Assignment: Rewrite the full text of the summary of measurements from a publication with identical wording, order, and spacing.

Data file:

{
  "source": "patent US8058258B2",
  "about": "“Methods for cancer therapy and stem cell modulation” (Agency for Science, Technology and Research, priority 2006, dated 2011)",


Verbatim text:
{
  "source": "patent US8058258B2",
  "about": "“Methods for cancer therapy and stem cell modulation” (Agency for Science, Technology and Research, priority 2006, dated 2011)",